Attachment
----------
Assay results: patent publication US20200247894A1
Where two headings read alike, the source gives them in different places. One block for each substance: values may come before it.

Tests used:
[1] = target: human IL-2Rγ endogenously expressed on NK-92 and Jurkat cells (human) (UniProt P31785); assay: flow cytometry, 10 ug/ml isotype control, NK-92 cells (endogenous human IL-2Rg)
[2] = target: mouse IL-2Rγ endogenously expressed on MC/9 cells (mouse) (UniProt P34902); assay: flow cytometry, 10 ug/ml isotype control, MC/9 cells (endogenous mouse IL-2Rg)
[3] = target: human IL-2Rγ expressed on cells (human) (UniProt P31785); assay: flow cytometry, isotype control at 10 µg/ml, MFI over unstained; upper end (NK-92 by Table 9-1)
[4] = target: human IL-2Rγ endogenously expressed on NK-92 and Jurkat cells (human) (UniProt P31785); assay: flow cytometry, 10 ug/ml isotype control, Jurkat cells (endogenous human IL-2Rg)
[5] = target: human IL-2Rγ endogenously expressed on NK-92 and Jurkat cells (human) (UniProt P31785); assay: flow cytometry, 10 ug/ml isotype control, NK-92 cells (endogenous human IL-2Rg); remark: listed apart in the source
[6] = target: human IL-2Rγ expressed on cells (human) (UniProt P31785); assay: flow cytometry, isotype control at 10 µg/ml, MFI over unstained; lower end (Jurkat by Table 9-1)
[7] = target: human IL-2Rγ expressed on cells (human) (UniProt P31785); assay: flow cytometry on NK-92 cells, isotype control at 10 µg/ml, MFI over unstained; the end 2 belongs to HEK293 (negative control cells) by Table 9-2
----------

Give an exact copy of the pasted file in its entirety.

Assay results: patent publication US20200247894A1
Where two headings read alike, the source gives them in different places. One block for each substance: values may come before it.

Tests used:
[1] = target: human IL-2Rγ endogenously expressed on NK-92 and Jurkat cells (human) (UniProt P31785); assay: flow cytometry, 10 ug/ml isotype control, NK-92 cells (endogenous human IL-2Rg)
[2] = target: mouse IL-2Rγ endogenously expressed on MC/9 cells (mouse) (UniProt P34902); assay: flow cytometry, 10 ug/ml isotype control, MC/9 cells (endogenous mouse IL-2Rg)
[3] = target: human IL-2Rγ expressed on cells (human) (UniProt P31785); assay: flow cytometry, isotype control at 10 µg/ml, MFI over unstained; upper end (NK-92 by Table 9-1)
[4] = target: human IL-2Rγ endogenously expressed on NK-92 and Jurkat cells (human) (UniProt P31785); assay: flow cytometry, 10 ug/ml isotype control, Jurkat cells (endogenous human IL-2Rg)
[5] = target: human IL-2Rγ endogenously expressed on NK-92 and Jurkat cells (human) (UniProt P31785); assay: flow cytometry, 10 ug/ml isotype control, NK-92 cells (endogenous human IL-2Rg); remark: listed apart in the source
[6] = target: human IL-2Rγ expressed on cells (human) (UniProt P31785); assay: flow cytometry, isotype control at 10 µg/ml, MFI over unstained; lower end (Jurkat by Table 9-1)
[7] = target: human IL-2Rγ expressed on cells (human) (UniProt P31785); assay: flow cytometry on NK-92 cells, isotype control at 10 µg/ml, MFI over unstained; the end 2 belongs to HEK293 (negative control cells) by Table 9-2